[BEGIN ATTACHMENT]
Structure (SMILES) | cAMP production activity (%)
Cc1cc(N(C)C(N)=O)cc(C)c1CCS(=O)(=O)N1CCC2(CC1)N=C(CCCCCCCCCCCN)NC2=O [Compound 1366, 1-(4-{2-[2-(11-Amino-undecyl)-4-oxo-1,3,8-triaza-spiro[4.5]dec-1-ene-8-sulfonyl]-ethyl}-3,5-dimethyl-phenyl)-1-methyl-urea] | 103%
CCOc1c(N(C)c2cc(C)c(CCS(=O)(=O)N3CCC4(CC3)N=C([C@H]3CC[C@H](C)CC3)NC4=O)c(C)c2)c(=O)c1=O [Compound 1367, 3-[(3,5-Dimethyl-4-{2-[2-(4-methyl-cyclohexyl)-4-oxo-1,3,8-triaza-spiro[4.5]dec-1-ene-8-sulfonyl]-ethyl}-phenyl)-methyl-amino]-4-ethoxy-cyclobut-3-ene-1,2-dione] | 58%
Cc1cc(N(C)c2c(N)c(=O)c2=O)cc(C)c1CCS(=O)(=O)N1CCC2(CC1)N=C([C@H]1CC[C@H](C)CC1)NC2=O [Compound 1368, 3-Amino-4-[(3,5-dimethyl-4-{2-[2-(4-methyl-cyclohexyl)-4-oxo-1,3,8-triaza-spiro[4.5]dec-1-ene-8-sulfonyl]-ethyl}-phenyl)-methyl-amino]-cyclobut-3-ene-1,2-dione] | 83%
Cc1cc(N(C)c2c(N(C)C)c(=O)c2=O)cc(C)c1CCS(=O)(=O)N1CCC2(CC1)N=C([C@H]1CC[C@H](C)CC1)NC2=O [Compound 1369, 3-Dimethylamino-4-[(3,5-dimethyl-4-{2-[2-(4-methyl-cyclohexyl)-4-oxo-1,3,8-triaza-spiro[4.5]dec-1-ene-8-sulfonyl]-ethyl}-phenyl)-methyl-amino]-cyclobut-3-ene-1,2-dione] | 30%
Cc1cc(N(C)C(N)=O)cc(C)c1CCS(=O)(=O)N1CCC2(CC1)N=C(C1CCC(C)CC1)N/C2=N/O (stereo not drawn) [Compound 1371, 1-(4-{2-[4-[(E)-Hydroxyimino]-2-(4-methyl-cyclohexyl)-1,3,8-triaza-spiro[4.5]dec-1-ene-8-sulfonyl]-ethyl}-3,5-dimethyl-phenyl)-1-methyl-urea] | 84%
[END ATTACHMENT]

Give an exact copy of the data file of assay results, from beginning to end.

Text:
Structure (SMILES) | cAMP production activity (%)
Cc1cc(N(C)C(N)=O)cc(C)c1CCS(=O)(=O)N1CCC2(CC1)N=C(CCCCCCCCCCCN)NC2=O [Compound 1366, 1-(4-{2-[2-(11-Amino-undecyl)-4-oxo-1,3,8-triaza-spiro[4.5]dec-1-ene-8-sulfonyl]-ethyl}-3,5-dimethyl-phenyl)-1-methyl-urea] | 103%
CCOc1c(N(C)c2cc(C)c(CCS(=O)(=O)N3CCC4(CC3)N=C([C@H]3CC[C@H](C)CC3)NC4=O)c(C)c2)c(=O)c1=O [Compound 1367, 3-[(3,5-Dimethyl-4-{2-[2-(4-methyl-cyclohexyl)-4-oxo-1,3,8-triaza-spiro[4.5]dec-1-ene-8-sulfonyl]-ethyl}-phenyl)-methyl-amino]-4-ethoxy-cyclobut-3-ene-1,2-dione] | 58%
Cc1cc(N(C)c2c(N)c(=O)c2=O)cc(C)c1CCS(=O)(=O)N1CCC2(CC1)N=C([C@H]1CC[C@H](C)CC1)NC2=O [Compound 1368, 3-Amino-4-[(3,5-dimethyl-4-{2-[2-(4-methyl-cyclohexyl)-4-oxo-1,3,8-triaza-spiro[4.5]dec-1-ene-8-sulfonyl]-ethyl}-phenyl)-methyl-amino]-cyclobut-3-ene-1,2-dione] | 83%
Cc1cc(N(C)c2c(N(C)C)c(=O)c2=O)cc(C)c1CCS(=O)(=O)N1CCC2(CC1)N=C([C@H]1CC[C@H](C)CC1)NC2=O [Compound 1369, 3-Dimethylamino-4-[(3,5-dimethyl-4-{2-[2-(4-methyl-cyclohexyl)-4-oxo-1,3,8-triaza-spiro[4.5]dec-1-ene-8-sulfonyl]-ethyl}-phenyl)-methyl-amino]-cyclobut-3-ene-1,2-dione] | 30%
Cc1cc(N(C)C(N)=O)cc(C)c1CCS(=O)(=O)N1CCC2(CC1)N=C(C1CCC(C)CC1)N/C2=N/O (stereo not drawn) [Compound 1371, 1-(4-{2-[4-[(E)-Hydroxyimino]-2-(4-methyl-cyclohexyl)-1,3,8-triaza-spiro[4.5]dec-1-ene-8-sulfonyl]-ethyl}-3,5-dimethyl-phenyl)-1-methyl-urea] | 84%